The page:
Nurses across B.C. will soon benefit from expanded mental-health services and anti-racism supports to help strengthen the workforce and enable culturally safe patient care.
“Nurses and nurse practitioners play an integral role in the delivery of health care,” said Adrian Dix, Minister of Health. “We have heard from them, but more than that, we are listening to what they need to thrive in their chosen profession. Through this investment, nurses across the province will have access to improved mental-health and cultural-humility supports – an important step in delivering on our promises of strengthening retention of staff and supporting Indigenous cultural safety throughout the B.C. health-care system.”
The Ministry of Health has provided Nurses and Nurse Practitioners of British Columbia (NNPBC) one-time funding of $500,000 to expand virtual mental-health services offered through Advica Health. Advica Health is a Canadian-based health navigation company that provides comprehensive virtual health-care services through nurse navigators, registered mental health providers and medical specialists.
Nurses will have access to a 24 hours a day, seven days a week secure and confidential hotline connected to registered mental-health clinicians who will provide timely crisis-support and next-step options. Other services will include self-guided support options, skill-based exercises and other programs to help manage mental health.
“Nurses have faced unprecedented challenges over the past few years as a result of the COVID-19 pandemic and the toxic drug crisis,” said Jennifer Whiteside, Minister of Mental Health and Addictions. “With this funding, when nurses make the courageous decision to reach out for help, services will be there to meet them. It’s vital that we take care of nurses, so they can continue to do the important work of helping British Columbians across the province.”
An additional one-time grant of $275,000 will enhance NNPBC’s capacity to support nurses in the delivery of culturally safe care, to meet their responsibilities under the Indigenous Cultural Safety, Humility and Anti-racism Practice Standard, and formalize long-term Indigenous nursing leadership infrastructure to ensure Indigenous nursing voices are heard, especially for health policy, advocacy and system design.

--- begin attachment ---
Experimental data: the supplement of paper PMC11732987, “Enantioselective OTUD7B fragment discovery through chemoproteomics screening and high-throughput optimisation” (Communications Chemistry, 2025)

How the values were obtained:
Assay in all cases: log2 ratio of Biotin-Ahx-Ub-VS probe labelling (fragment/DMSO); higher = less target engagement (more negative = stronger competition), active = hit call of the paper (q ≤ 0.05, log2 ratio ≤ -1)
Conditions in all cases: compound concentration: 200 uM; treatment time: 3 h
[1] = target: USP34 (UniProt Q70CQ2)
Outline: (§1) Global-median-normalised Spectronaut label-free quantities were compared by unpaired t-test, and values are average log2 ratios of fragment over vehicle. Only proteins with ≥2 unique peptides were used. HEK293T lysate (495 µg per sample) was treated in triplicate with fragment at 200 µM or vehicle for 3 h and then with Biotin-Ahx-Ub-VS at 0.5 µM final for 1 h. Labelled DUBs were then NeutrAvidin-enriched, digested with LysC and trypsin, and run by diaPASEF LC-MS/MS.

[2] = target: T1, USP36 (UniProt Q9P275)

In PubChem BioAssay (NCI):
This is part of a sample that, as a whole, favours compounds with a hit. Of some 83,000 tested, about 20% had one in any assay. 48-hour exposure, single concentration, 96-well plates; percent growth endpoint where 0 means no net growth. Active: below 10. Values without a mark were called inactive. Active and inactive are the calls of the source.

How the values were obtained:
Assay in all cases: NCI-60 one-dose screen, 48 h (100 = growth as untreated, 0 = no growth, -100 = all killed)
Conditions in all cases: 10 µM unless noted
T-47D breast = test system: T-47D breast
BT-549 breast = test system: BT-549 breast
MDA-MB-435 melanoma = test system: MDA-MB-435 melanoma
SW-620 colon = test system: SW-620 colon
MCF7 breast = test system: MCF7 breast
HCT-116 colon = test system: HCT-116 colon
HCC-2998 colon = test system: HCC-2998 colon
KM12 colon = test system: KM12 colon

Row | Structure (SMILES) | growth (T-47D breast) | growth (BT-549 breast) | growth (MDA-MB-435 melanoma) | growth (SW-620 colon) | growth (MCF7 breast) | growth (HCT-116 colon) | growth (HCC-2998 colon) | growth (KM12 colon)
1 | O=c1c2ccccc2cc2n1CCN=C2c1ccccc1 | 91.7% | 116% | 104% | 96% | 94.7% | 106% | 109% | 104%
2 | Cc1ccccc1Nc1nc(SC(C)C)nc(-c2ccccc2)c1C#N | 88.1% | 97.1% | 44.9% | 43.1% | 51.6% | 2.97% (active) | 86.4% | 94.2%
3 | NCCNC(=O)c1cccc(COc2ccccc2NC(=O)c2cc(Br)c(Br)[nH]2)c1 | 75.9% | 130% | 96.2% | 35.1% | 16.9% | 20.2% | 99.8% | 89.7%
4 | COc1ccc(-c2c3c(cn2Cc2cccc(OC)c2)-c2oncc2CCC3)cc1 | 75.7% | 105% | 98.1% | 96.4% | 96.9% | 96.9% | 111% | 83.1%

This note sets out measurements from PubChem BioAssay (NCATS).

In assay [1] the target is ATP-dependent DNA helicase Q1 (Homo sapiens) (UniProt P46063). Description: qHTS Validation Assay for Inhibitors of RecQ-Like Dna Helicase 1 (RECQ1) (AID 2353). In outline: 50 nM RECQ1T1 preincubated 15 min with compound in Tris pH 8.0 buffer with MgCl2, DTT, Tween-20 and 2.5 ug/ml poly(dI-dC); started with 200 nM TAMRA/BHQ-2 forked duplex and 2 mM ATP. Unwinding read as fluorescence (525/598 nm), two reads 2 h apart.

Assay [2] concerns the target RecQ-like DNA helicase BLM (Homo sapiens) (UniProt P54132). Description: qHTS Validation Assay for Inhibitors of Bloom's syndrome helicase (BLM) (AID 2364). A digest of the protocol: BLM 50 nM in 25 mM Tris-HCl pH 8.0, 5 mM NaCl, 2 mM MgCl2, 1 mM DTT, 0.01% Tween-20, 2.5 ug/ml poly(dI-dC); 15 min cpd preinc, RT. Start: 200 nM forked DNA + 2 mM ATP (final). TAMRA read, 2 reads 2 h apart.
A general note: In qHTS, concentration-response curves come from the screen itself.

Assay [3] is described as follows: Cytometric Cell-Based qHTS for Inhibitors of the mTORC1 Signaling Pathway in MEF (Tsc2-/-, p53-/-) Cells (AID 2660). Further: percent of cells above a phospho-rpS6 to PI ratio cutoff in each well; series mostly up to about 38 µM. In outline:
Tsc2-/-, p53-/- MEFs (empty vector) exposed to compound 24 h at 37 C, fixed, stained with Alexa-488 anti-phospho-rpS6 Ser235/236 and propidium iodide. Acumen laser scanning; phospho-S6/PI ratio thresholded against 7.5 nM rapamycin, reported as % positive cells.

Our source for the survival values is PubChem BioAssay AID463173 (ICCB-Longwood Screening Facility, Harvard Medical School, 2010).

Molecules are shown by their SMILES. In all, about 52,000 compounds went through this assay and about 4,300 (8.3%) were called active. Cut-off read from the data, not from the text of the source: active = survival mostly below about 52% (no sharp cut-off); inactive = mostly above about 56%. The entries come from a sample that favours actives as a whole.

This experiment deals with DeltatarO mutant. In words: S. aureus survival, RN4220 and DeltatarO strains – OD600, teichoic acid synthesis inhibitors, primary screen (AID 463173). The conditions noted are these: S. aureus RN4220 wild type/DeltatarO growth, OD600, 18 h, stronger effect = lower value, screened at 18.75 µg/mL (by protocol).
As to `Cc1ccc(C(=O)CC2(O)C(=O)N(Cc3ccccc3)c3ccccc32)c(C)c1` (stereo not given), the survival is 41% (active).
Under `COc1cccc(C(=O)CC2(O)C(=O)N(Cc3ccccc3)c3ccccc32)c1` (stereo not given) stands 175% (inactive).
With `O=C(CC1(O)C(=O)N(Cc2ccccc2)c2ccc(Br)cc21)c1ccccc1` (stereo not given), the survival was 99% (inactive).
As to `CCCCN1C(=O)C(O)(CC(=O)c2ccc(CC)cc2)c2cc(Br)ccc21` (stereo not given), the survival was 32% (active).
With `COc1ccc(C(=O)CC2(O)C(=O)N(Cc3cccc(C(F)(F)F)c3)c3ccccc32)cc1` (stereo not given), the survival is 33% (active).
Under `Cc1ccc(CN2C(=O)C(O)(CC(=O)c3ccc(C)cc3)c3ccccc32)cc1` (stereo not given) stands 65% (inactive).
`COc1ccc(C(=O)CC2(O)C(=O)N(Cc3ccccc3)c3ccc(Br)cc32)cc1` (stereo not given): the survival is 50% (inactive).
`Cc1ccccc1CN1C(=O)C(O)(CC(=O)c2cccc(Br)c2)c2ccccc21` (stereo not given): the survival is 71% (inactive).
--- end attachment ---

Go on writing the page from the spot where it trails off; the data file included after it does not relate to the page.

NNPBC will partner with the Ministry of Health’s Indigenous Health and Reconciliation branch to:
- reaffirm the relationships between Indigenous nurses and NNPBC and follow through on NNPBC’s commitment to be led by the voices of Indigenous nurses in setting direction for anti-racism work;
- partner and collaborate to develop services that support non-Indigenous nurses in meeting their responsibilities under the Indigenous Cultural Safety, Humility, and Anti-racism Practice Standard; and
- collaborate with Indigenous nursing leaders to create valued spaces for Indigenous nursing leadership to meaningfully advance change in British Columbia.
“We look forward to working alongside our Indigenous nurse leaders to help deliver on our commitment to reconciliation and the creation of a health-care system that is culturally safe for Indigenous people and all people in B.C.,” Dix said.
These supports build on recent investments to better assist nurses, including better wages and supports, such as a new nurse-to-patient staffing model through the recently ratified nursing collective agreement. Other key investments have included improved pathways and bursaries for internationally educated nurses to join the workforce and more than 600 new seats for nursing students in post-secondary institutions across the province.
“NNPBC continues our important work of supporting nurses in British Columbia and we welcome the opportunity to partner with the ministries to support nurses’ mental health as well as nurses’ anti-racism and cultural-humility practices,” said Sherri Kensall, board chair, NNPBC. “We applaud the investment in Indigenous nursing leadership and recognize that Indigenous nurses continue to lead the way across our province and beyond. Investing in nursing and nursing led solutions is critical in addressing health system challenges. This investment demonstrates a commitment to nursing and ensuring that British Columbians have access to the safe, competent care that is unique to nursing.”
These investments align with B.C.’s Health Human Resources Strategy. This strategy, announced in fall 2022, ensures people get the health services they need and are cared for by a healthy workforce. The strategy focuses on 70 actions to recruit, train and retain health-care workers, while redesigning the health-care system to foster workplace satisfaction and innovation.
Harry Bains, Minister of Labour –
"Nurses across the province provide vital front-line services that people of all ages depend on, but their work can be stressful and demanding. The Ministry of Health is standing by our nurses by providing easy access to important services that support their mental health.”
To learn about B.C.’s Health Human Resources Strategy, visit: https://news.gov.bc.ca/files/BCHealthHumanResourcesStrategy-Sept2022.pdf
To learn about Advica Health, visit: https://advicahealth.com/
To learn about government’s commitment to reconciliation and addressing Indigenous-specific racism, visit: https://archive.news.gov.bc.ca/releases/news_releases_2020-2024/2022HLTH0226-001827.htm